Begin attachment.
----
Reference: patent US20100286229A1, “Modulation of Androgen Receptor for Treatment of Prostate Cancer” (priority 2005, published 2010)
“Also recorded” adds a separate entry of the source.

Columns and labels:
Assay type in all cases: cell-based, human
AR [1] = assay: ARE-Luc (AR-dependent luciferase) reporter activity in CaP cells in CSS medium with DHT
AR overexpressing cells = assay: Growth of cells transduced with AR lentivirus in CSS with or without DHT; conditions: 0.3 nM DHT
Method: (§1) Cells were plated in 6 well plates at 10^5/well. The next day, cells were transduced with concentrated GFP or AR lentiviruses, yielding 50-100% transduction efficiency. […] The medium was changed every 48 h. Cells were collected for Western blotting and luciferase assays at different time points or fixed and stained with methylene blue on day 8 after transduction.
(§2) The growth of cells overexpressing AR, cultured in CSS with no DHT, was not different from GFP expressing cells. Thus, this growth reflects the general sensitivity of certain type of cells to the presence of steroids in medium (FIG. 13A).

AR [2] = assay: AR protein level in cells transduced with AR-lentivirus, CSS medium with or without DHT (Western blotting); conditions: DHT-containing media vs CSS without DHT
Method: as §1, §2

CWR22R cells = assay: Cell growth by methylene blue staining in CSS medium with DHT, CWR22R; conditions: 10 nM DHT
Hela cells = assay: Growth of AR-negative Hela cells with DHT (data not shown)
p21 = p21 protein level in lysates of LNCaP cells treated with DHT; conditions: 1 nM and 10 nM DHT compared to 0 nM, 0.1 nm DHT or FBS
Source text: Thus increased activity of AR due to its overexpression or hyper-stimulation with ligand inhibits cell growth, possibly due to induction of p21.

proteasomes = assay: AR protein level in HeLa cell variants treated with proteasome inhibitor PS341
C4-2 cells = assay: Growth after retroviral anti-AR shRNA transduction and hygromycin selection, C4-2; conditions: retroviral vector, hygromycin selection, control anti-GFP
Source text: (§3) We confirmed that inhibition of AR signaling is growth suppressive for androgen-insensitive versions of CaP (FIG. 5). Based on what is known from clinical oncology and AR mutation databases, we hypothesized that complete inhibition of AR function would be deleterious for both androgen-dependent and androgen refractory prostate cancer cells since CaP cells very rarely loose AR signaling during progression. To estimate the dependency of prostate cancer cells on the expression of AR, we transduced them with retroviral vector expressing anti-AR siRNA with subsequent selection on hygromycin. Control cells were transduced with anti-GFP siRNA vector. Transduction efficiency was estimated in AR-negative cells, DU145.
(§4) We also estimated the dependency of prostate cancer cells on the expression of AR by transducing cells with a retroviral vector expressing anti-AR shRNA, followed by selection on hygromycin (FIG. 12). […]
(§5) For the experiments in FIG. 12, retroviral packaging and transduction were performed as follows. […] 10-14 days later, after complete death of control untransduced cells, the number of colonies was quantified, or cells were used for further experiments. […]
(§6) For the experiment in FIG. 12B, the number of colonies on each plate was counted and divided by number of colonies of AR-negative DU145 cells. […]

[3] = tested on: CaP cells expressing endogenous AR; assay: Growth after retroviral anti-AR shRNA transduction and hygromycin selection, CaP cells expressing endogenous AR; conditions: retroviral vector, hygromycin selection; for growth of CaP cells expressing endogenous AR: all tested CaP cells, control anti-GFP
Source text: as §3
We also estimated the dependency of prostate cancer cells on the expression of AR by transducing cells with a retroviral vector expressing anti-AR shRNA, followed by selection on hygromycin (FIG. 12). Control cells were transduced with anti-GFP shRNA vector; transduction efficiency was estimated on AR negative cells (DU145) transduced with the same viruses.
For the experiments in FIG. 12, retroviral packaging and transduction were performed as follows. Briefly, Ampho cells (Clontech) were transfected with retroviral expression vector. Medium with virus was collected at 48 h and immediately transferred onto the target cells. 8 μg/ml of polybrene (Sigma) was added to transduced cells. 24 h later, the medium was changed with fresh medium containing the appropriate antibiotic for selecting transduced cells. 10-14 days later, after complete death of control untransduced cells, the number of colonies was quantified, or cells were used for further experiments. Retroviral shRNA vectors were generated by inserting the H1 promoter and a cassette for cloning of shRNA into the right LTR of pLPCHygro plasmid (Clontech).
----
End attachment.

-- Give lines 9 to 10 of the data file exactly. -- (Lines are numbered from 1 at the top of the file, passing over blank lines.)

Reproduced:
AR [2] = assay: AR protein level in cells transduced with AR-lentivirus, CSS medium with or without DHT (Western blotting); conditions: DHT-containing media vs CSS without DHT
Method: as §1, §2